Market to your dream client

Francois Badenhorst
Practice correspondent
Sift Media
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The Profitable Firm's Karen Reyburn kicked off Xerocon 2016's Uni Day by asking accountants to understand what drives and demotivates their dream client.

In "The Content Marketer" session, Reyburn tasked attendees with formulating their ideal client persona. "Come up with what they care about, what they don't care about, what kind of family they have - this will inform what content you make and share," says Reyburn. "What matters to them?"

Reyburn presented the following matrix for marketing to your envisioned dream client:

  • What motivates this person?
  • What frustrates the life out of them?
  • What do they need help with?
  • What are the problems in their business?
  • How do they make decisions?
  • How do they communicate?

Accountants should use these questions as a touchstone, said Reyburn. "Everything you do should be pivoted toward your ideal client, constantly asking, ‘What is success to them?'," she explained. "Some just want to build a nice small business, others want to rule the world.

"If you try to appeal to everybody, you'll appeal to nobody."

The big issue with how accountants market themselves is the dependence on generic content. "The best content comes from your own head or from the heads of the people that deal with the clients," said Reyburn. "You know their problems, their frustrations. Generic content doesn't work. Your very educated client is bored to tears and can tell immediately."

In the long run, said Reyburn, the goal is to form a complete brand identity for your firm. Although, she acknowledged its difficult for a busy practitioner to find time to think branding. "Attaining a brand identity is expensive, it's time consuming and it won't bring immediate results - but it's vital," says Reyburn. "It's the consistency of your message. It means everything you do reflects who you are, combining your persona and your visual design."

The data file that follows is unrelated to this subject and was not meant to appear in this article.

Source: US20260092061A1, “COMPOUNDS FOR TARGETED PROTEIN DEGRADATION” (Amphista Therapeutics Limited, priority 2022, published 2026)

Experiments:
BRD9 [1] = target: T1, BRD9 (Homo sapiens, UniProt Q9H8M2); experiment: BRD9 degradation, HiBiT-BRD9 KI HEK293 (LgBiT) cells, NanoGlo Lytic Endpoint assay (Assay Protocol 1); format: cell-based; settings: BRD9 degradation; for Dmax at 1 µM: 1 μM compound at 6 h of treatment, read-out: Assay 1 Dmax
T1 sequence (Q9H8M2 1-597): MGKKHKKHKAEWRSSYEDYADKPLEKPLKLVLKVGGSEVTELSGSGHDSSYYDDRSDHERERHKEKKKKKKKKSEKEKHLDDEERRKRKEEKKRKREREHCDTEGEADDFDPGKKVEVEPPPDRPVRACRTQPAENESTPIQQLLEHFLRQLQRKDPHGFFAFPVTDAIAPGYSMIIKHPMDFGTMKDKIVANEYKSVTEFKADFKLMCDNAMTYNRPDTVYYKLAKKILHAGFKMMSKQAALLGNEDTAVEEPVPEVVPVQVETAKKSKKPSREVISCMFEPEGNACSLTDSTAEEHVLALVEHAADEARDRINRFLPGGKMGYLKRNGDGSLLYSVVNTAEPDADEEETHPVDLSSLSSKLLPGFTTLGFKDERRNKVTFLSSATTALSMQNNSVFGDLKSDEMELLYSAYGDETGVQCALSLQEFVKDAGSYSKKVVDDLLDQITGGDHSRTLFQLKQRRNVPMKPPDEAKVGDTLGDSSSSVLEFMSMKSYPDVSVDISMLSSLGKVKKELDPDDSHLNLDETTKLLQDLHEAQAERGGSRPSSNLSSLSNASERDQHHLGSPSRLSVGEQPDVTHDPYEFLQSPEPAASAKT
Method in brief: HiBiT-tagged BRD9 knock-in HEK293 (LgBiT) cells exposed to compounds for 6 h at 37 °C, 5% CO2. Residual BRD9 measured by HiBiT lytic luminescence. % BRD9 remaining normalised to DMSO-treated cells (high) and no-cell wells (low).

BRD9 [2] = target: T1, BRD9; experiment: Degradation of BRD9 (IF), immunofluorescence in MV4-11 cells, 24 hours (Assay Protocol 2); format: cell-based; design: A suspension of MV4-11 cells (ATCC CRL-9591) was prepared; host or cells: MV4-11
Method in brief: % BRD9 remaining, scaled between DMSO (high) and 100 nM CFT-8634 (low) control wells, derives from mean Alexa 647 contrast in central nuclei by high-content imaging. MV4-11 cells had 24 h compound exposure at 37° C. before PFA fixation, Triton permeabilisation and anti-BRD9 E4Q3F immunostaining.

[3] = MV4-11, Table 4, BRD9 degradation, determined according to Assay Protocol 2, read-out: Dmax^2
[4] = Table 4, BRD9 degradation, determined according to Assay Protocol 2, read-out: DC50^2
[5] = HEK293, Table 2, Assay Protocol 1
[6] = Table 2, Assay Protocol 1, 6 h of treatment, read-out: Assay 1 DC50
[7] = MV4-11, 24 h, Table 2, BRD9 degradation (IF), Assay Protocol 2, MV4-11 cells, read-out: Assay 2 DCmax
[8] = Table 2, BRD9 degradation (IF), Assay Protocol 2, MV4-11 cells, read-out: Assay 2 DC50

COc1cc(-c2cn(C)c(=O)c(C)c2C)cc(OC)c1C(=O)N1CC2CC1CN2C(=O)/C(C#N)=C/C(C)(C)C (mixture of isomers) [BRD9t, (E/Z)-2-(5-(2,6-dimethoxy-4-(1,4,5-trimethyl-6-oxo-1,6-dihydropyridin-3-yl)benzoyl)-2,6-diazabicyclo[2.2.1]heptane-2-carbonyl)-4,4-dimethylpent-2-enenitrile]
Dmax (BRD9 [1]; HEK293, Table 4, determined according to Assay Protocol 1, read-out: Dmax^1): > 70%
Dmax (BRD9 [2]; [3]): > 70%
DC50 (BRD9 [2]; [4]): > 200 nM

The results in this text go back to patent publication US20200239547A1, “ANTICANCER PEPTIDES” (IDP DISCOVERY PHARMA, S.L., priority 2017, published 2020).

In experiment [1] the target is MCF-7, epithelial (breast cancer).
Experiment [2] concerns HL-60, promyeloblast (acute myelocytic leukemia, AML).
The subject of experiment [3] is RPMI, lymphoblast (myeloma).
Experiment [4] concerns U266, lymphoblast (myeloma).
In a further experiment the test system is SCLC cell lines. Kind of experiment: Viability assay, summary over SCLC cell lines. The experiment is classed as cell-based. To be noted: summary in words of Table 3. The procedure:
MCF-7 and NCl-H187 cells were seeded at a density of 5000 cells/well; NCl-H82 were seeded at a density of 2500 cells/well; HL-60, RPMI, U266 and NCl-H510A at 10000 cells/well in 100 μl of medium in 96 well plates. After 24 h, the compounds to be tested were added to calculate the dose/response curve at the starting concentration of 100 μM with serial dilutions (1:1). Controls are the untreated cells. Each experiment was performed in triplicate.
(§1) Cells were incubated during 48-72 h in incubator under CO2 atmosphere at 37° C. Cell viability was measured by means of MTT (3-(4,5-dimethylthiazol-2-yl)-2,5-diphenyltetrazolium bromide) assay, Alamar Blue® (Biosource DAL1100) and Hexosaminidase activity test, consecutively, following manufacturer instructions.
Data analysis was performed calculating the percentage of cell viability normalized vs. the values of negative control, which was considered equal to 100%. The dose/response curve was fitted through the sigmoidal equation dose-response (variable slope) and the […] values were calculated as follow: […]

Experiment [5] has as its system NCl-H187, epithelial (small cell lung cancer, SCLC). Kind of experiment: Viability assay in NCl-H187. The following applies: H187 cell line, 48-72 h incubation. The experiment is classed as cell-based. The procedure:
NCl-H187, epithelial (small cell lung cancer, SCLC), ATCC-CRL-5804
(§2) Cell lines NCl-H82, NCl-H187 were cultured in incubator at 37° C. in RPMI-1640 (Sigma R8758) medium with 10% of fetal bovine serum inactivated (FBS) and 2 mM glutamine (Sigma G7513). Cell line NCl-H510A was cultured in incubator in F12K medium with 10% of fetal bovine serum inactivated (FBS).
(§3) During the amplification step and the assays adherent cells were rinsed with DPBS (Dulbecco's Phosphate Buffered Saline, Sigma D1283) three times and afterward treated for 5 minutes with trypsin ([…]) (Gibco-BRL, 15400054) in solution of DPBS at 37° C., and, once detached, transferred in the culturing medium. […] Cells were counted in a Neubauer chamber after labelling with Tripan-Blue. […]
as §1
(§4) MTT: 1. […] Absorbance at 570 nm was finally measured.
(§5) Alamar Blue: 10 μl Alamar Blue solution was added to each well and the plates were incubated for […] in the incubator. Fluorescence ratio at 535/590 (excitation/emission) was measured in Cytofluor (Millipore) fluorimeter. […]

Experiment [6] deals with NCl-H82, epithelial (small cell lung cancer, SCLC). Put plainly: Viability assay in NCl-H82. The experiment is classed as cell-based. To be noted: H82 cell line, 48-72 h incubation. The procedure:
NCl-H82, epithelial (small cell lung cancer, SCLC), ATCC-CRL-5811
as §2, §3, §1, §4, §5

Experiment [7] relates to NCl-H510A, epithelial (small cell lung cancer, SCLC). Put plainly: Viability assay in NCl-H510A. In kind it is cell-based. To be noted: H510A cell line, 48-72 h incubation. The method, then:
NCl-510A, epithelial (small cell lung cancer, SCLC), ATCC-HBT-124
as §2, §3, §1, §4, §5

With a successful brand identity, explains Reyburn, your marketing integrates to the point where you won't be able to identify why a client came to you, "Whether they liked your logo, downloaded your white paper, read your content. It becomes a cohesive whole".

"The brand identity is your practice's personality. Your brand is tied in your buyer's mind with your expertise."

The start point for synthesising your practice's personality is to think about your own personality. Reyburn broadly categorises accountants as either:

  • Freedom fighter (They work to attain time and freedom)
  • Empire builder (They want to rule the world)
  • Craftsman (Just wants to do the accounts)
"You need to know about your professional identity, it changes everything: The clients you target, the marketing and content you produce, and it crafts your firm's identity," explained Reyburn.


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09th Feb 2016 09:31

  Brand Indentity

For a complete identity, naming the firm after yourself is always a good idea. For example it certainly work seems to work for Harrods, Marks and Spencer, Birdseye, Kellogs, Honeywell and Bacardi